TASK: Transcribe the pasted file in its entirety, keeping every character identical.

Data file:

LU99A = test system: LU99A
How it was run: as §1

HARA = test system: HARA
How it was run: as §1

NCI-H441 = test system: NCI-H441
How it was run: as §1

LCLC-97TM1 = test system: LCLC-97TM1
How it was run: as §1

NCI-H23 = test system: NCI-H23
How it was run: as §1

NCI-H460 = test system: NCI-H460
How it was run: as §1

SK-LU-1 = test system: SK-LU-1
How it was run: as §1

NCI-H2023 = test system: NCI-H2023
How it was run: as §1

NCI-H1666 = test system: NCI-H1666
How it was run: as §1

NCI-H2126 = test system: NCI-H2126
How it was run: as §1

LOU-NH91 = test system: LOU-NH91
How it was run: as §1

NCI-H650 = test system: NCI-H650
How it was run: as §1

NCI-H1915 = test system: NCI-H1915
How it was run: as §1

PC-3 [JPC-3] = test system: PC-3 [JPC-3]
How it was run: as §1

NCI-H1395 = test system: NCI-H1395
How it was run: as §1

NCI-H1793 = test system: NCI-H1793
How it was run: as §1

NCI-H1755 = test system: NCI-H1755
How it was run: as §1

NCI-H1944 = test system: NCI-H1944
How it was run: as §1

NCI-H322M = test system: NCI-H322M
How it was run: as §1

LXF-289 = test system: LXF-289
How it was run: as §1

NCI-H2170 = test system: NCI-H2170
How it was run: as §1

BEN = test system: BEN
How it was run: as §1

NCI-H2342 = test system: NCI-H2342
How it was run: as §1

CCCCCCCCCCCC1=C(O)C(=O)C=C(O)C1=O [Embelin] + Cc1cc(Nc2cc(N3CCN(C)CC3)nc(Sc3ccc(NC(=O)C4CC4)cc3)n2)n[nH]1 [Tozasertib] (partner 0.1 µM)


LU99A = test system: LU99A
How it was run: as §1

HARA = test system: HARA
How it was run: as §1

NCI-H441 = test system: NCI-H441
How it was run: as §1

LCLC-97TM1 = test system: LCLC-97TM1
How it was run: as §1

NCI-H23 = test system: NCI-H23
How it was run: as §1

NCI-H460 = test system: NCI-H460
How it was run: as §1

SK-LU-1 = test system: SK-LU-1
How it was run: as §1

NCI-H2023 = test system: NCI-H2023
How it was run: as §1

NCI-H1666 = test system: NCI-H1666
How it was run: as §1

NCI-H2126 = test system: NCI-H2126
How it was run: as §1

LOU-NH91 = test system: LOU-NH91
How it was run: as §1

NCI-H650 = test system: NCI-H650
How it was run: as §1

NCI-H1915 = test system: NCI-H1915
How it was run: as §1

PC-3 [JPC-3] = test system: PC-3 [JPC-3]
How it was run: as §1

NCI-H1395 = test system: NCI-H1395
How it was run: as §1

NCI-H1793 = test system: NCI-H1793
How it was run: as §1

NCI-H1755 = test system: NCI-H1755
How it was run: as §1

NCI-H1944 = test system: NCI-H1944
How it was run: as §1

NCI-H322M = test system: NCI-H322M
How it was run: as §1

LXF-289 = test system: LXF-289
How it was run: as §1

NCI-H2170 = test system: NCI-H2170
How it was run: as §1

BEN = test system: BEN
How it was run: as §1

NCI-H2342 = test system: NCI-H2342
How it was run: as §1

CCCCCCCCCCCC1=C(O)C(=O)C=C(O)C1=O [Embelin] + Cc1cc(Nc2cc(N3CCN(C)CC3)nc(Sc3ccc(NC(=O)C4CC4)cc3)n2)n[nH]1 [Tozasertib] (partner 0.1 µM)